DNA from cervical specimens was extracted using QIAamp DNA Mini kit (Qiagen) according to the manufacturer's instructions.
A sample known to be negative for HPV was included in each batch of extraction to exclude any contamination during this phase.
For each sample, DNA concentration was evaluated by spectrophotometry and expressed in ng/μL.
HPV genotyping was done using different PCR-based strategies in a well-defined algorithm. For all samples, we initially used a PCR assay based (30) on GP5+/GP6+ primers (Consensus High Risk HPV Genotyping kit, Digene, Qiagen), according to the manufacturer's instruction with slight modifications. An HPV-positive control and two negative PCR controls (a purified DNA sample negative for HPV and a DNA-free sample) were included in each PCR run. PCR products were loaded onto 2% agarose gel, stained with ethidium bromide, and visualized under UV illumination. GP5+/GP6+ primers amplify a broad spectrum of HPV genotypes by targeting a 150-bp fragment within the L1 open reading frame of the HPV genome (31). All samples and controls, independent of gel results, were subjected to the reverse line blot (RLB) for detection of 12 high-risk HPV types (16, 18, 31, 33, 35, 39, 45, 51, 52, 56, 58, and 59), 1 probably carcinogenic HPV type (68), and 5 possibly carcinogenic HPV types (26, 53, 66, 73, and 82; ref. 32). RLB strips were analyzed visually using an interpretation grid supplied with the kit. A biotinylated poly(dT) control for conjugate reaction is present in each strip to ensure good performance of the test and proper alignment of the strips on the interpretation sheet.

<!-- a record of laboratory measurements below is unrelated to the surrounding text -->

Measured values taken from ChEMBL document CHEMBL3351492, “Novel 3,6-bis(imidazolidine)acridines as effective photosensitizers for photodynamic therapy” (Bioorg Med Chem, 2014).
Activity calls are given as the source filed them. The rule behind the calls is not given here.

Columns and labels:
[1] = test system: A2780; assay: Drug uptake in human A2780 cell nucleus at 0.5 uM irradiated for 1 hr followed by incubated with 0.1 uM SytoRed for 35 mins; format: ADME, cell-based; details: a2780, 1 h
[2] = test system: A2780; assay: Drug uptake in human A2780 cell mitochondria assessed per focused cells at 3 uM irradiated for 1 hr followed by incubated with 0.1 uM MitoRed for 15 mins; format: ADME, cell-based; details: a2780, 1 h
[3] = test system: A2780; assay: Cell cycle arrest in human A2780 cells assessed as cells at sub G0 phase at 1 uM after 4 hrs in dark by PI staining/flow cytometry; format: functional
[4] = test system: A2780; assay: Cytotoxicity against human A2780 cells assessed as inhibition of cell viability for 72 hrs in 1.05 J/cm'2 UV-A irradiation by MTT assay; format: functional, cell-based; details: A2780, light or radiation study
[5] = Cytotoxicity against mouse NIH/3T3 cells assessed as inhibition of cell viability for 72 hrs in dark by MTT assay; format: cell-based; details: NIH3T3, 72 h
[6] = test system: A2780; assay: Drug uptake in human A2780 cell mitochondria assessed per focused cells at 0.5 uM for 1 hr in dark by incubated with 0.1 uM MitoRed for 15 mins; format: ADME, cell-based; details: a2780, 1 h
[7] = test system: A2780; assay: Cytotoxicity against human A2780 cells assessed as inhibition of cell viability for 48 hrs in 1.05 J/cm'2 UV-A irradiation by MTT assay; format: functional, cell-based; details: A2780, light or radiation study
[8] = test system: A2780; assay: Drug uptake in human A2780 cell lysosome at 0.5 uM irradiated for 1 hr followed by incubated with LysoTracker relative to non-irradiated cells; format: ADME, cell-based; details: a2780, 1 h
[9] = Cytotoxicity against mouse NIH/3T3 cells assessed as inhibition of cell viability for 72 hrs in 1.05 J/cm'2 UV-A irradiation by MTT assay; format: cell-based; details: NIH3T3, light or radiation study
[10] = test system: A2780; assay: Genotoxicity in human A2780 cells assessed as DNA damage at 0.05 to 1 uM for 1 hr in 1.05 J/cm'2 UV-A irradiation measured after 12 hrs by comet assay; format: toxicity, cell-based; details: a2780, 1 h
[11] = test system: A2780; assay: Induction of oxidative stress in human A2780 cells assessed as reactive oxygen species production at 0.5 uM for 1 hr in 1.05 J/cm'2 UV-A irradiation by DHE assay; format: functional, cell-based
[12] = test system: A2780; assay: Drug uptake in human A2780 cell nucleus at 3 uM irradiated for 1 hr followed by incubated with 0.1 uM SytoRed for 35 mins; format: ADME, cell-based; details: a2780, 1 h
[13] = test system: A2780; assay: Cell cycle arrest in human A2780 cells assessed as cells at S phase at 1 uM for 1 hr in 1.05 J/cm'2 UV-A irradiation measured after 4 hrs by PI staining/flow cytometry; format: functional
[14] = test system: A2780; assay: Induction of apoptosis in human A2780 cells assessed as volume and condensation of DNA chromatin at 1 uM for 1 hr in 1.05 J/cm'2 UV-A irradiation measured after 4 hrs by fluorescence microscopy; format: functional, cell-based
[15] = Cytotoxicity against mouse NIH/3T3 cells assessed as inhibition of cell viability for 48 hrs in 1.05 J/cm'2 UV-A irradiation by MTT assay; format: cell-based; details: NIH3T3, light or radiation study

GP5+/GP6+ PCR-negative and RLB-negative samples were amplified for the β-globin gene sequence using GH20-PC04 primers (268-bp amplicon length) to assess DNA integrity (33).
To overcome any false negatives due to inhibitors commonly present in formalin-fixed, paraffin-embedded tissue, all samples negative for HPV at this first step were retested on 1:10, 1:50, or 1:100 dilution.
To overcome misclassification of the HPV genotype resulting from potentially degraded DNA in aging archival paraffin-embedded tissues, samples that still remained negative for HPV on diluted DNA were reamplified using INNO-LiPA HPV Genotyping Extra Amp kit (Innogenetics), targeting a 65-bp fragment within the virus L1 open reading frame (34-36). INNO-LiPA genotyping kit was also used on the GP5+/GP6+ PCR-positive but RLB-negative samples because it allows for detection of 28 HPV types (16, 18, 26 31, 33, 35, 39, 45, 51, 52, 53, 56, 58, 59, 66, 68, 73, 82, 6, 11, 40, 43, 44, 54, 70, 69, 71, and 74). This step was done only in Florence. All clearly visible lines should be scored by using the INNO-LiPA HPV Genotyping Extra Reading Card. The remaining untyped samples (GP5+/GP6+ PCR positive and RLB negative or INNO-LiPA negative) underwent direct Sanger sequencing of the GP5+/GP6+ PCR product using BigDye 1.1 terminator chemistry (Applied Biosystems) and ABI Prism 310 Genetic Analyzer (Applied Biosystems) to identify the specific HPV types probably not included in the Digene genotyping kit or in the INNO-LiPA kit. PCR products were sequenced in both directions, and the resulting sequences were compared with known HPV sequences in public databases using BLAST. A sequence was considered a match if it had >90% nucleotide similarity to an HPV sequence in GenBank.